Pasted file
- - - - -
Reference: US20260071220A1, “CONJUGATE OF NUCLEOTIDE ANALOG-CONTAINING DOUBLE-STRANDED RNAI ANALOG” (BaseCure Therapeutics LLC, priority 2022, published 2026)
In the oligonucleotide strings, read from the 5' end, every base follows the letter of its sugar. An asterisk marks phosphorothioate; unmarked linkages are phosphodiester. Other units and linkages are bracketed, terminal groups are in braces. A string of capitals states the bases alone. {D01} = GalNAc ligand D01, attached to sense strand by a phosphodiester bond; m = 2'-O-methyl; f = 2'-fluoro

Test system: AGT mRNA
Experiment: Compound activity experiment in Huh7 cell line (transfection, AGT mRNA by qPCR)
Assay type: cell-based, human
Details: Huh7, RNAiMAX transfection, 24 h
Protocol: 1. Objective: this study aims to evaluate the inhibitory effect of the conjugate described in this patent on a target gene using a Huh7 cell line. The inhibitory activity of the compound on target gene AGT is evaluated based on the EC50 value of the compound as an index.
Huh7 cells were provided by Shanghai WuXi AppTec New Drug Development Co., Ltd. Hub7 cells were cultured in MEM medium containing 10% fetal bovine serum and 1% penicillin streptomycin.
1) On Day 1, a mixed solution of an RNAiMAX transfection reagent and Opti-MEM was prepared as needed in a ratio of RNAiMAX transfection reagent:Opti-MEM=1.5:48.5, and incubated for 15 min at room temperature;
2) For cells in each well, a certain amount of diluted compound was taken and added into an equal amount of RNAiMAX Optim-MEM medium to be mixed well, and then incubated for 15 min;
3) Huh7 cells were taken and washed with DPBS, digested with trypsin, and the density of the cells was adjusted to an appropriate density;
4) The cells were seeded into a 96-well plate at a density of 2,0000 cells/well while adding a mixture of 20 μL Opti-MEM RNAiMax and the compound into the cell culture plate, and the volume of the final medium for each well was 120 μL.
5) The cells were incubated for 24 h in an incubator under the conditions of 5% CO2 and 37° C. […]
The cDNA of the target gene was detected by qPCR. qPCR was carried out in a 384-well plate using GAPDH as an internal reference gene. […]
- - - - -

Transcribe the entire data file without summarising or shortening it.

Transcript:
Reference: US20260071220A1, “CONJUGATE OF NUCLEOTIDE ANALOG-CONTAINING DOUBLE-STRANDED RNAI ANALOG” (BaseCure Therapeutics LLC, priority 2022, published 2026)
In the oligonucleotide strings, read from the 5' end, every base follows the letter of its sugar. An asterisk marks phosphorothioate; unmarked linkages are phosphodiester. Other units and linkages are bracketed, terminal groups are in braces. A string of capitals states the bases alone. {D01} = GalNAc ligand D01, attached to sense strand by a phosphodiester bond; m = 2'-O-methyl; f = 2'-fluoro

Test system: AGT mRNA
Experiment: Compound activity experiment in Huh7 cell line (transfection, AGT mRNA by qPCR)
Assay type: cell-based, human
Details: Huh7, RNAiMAX transfection, 24 h
Protocol: 1. Objective: this study aims to evaluate the inhibitory effect of the conjugate described in this patent on a target gene using a Huh7 cell line. The inhibitory activity of the compound on target gene AGT is evaluated based on the EC50 value of the compound as an index.
Huh7 cells were provided by Shanghai WuXi AppTec New Drug Development Co., Ltd. Hub7 cells were cultured in MEM medium containing 10% fetal bovine serum and 1% penicillin streptomycin.
1) On Day 1, a mixed solution of an RNAiMAX transfection reagent and Opti-MEM was prepared as needed in a ratio of RNAiMAX transfection reagent:Opti-MEM=1.5:48.5, and incubated for 15 min at room temperature;
2) For cells in each well, a certain amount of diluted compound was taken and added into an equal amount of RNAiMAX Optim-MEM medium to be mixed well, and then incubated for 15 min;
3) Huh7 cells were taken and washed with DPBS, digested with trypsin, and the density of the cells was adjusted to an appropriate density;
4) The cells were seeded into a 96-well plate at a density of 2,0000 cells/well while adding a mixture of 20 μL Opti-MEM RNAiMax and the compound into the cell culture plate, and the volume of the final medium for each well was 120 μL.
5) The cells were incubated for 24 h in an incubator under the conditions of 5% CO2 and 37° C. […]
The cDNA of the target gene was detected by qPCR. qPCR was carried out in a 384-well plate using GAPDH as an internal reference gene. […]